We’re in Xiaobotuo, a village in the northernmost county in Xinjiang Province, near the three borders of Kazakhstan, Russia, and Mongolia. This is also the home of the Tuvan people, a Turkic group that the Chinese lump together with Mongols (both are Buddhists), but then also single out as a sub-group — perhaps based on their mode of winter transportation. An example from the tourist literature begins, “The Tu Wa) in China have a population of 3,500. They are able to ski.”
They also live here in log cabins, which means we’ve gone upscale since last week’s Kazakh yurts. But thankfully for Owen, they still have plenty of livestock to point and shout at, and their homemade butter is just as plentiful (and just as stinky). Actually, Owen’s time out here has turned him into a homemade butter fiend–the mustier the better, and preferably consumed by the handful between bites of mutton fat. No wonder that his clothes and skin seemed to have taken on that peculiar odor a nomad.
Our first full day here started with a long walk/unhinged run for Owen on a boardwalk path constructed around the beautiful Kanas Lake. Here, in the southern reach of Eurasia’s taiga ecosystem, we were surrounded by a lush, mossy cedar and pine forest, dotted with Chinese tourists picking mushrooms and trampling said delicate moss. Fortunately, one or two kilometers down the trail was all that was needed to put us back in beautiful Siberian quasi-wilderness. We walked (Owen ran and shouted) until the trail suddenly dropped off along a steep bank, then turned around. Afterwards, we found lunch at the newly-built tourist base, in a big restaurant where official tour groups descended en masse from their government buses at noon. The cadres and their wives sat around us and took pictures of Owen, ordering three times more food than they would finish (the more public money you claim in your expense report, the more face you gain) and then smoking up a storm.
Our waitress, charmed by Owen’s hearty consumption of Hunanese cucumber salad (and probably because we didn’t try to demean her like the other patrons), gifted us a plate of watermelon, which gave us all the energy for an afternoon hike up to the park’s high point overlooking the lake. Well, okay, we took the bus there. But, as is often the case in China, even when you take the easy way up, you still have to work your ass off to get to the top. The bus dropped us all off at the base of 1,068 steps leading up to a pavilion that overlooked the lake and surrounding countryside. Fifteen very sweaty minutes of climbing later, we joined the panting crowd at the top for a moment before retreating. Chinese tourists all carry big digital SLR cameras, and they selfishly compete for the best close-up shot of the ‘foreign child’ with such ridiculous immaturity that at times I genuinely feel celebrities’ pain. So we jogged down the scenic steps–like mosquitos, the swarms can be mostly avoided as long as you don’t stop moving–and found our way back to our quiet Tuvan village.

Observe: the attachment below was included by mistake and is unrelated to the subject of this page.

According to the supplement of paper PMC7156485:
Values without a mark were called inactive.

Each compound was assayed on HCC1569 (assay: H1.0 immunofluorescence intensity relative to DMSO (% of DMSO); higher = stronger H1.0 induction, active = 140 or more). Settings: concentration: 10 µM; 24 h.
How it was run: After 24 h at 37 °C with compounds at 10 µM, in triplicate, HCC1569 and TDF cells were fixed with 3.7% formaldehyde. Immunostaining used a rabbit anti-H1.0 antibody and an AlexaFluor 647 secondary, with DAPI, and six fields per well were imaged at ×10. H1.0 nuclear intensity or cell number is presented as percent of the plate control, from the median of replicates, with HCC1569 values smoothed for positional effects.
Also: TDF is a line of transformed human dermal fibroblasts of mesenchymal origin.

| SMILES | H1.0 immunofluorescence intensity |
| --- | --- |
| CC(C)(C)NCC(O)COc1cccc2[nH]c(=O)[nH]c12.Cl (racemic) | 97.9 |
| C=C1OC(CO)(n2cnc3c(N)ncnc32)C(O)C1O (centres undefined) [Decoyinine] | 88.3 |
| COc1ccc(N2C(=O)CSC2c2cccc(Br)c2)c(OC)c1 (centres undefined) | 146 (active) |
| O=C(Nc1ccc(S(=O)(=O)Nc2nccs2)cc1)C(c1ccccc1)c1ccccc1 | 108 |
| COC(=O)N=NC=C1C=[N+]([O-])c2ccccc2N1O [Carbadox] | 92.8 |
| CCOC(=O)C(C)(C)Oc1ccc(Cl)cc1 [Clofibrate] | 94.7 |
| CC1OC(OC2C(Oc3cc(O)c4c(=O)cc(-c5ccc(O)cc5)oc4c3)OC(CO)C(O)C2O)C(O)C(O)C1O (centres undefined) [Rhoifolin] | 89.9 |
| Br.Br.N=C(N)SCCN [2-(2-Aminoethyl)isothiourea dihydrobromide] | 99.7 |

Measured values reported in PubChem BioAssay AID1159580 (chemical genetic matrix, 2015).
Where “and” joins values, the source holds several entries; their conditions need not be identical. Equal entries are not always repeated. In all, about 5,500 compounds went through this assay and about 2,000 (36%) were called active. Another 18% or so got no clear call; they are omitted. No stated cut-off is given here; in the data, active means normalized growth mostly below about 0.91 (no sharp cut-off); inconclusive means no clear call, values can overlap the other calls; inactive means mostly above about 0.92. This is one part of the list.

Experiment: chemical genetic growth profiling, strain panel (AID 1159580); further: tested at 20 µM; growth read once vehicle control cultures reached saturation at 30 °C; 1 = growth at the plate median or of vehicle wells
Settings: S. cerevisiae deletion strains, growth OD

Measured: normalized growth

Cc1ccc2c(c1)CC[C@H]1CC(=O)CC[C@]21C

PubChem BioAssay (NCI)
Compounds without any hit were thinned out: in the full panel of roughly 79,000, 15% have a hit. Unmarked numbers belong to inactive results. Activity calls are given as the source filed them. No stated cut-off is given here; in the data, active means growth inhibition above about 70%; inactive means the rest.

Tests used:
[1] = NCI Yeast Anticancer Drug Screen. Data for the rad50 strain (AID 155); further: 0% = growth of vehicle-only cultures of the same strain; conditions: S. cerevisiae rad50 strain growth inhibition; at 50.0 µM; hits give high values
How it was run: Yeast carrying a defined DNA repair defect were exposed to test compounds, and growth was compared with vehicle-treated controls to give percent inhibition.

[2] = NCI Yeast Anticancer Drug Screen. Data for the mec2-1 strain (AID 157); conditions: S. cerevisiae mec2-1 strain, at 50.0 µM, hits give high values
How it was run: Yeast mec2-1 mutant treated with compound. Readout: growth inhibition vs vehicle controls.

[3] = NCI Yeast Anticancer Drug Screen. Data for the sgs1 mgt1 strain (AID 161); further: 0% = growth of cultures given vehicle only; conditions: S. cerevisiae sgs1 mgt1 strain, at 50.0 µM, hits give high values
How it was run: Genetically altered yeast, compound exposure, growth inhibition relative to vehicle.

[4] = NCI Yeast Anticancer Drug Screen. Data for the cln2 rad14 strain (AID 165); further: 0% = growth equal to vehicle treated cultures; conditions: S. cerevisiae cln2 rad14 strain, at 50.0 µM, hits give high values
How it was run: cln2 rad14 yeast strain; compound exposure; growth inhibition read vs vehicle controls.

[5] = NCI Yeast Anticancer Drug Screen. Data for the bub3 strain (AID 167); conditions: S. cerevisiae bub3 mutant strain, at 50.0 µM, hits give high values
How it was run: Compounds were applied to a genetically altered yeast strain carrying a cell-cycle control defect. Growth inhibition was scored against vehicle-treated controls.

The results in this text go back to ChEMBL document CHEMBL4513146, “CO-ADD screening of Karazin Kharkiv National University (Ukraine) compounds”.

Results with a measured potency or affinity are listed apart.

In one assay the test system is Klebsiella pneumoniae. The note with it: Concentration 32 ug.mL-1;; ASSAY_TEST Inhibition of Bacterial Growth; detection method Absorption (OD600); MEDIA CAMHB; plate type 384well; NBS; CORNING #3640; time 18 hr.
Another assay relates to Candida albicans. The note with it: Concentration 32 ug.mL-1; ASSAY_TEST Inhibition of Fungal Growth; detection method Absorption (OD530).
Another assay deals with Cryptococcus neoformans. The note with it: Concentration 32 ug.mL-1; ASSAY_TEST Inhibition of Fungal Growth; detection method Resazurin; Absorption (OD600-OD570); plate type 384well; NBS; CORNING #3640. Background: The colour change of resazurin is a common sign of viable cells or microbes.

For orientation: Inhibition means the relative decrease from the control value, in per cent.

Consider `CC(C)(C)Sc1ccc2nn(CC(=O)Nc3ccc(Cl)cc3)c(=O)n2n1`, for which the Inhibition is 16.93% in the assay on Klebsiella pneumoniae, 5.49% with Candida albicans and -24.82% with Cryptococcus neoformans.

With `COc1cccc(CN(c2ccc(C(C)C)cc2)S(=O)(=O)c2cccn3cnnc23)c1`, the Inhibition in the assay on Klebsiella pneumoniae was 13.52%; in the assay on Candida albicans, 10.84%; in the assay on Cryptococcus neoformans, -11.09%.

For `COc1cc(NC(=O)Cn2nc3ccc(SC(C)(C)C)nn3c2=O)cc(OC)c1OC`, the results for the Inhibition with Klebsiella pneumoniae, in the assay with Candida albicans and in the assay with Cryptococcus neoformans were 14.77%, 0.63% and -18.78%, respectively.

And for Owen and I, that meant from our vantage point atop a fine Mongolian horse. While Nick ran ahead to rustle up some grub, we saddled up, rode confidently across the grassy hills (okay, with a local boy guiding the horse with a leash), and made a grand entrance just in time for dinner. We closed the day with butter on our faces and horse hair on our calves. And as we ambled out of the kitchen toward our cabin, a man with a zoom lens ducking down in the tall grass popped up, yelled, “Hello small foreigner!!!!” and snapped a series of pictures. Look for them in the next Chinese edition of National Geographic.
In the meantime, here’s what we snapped.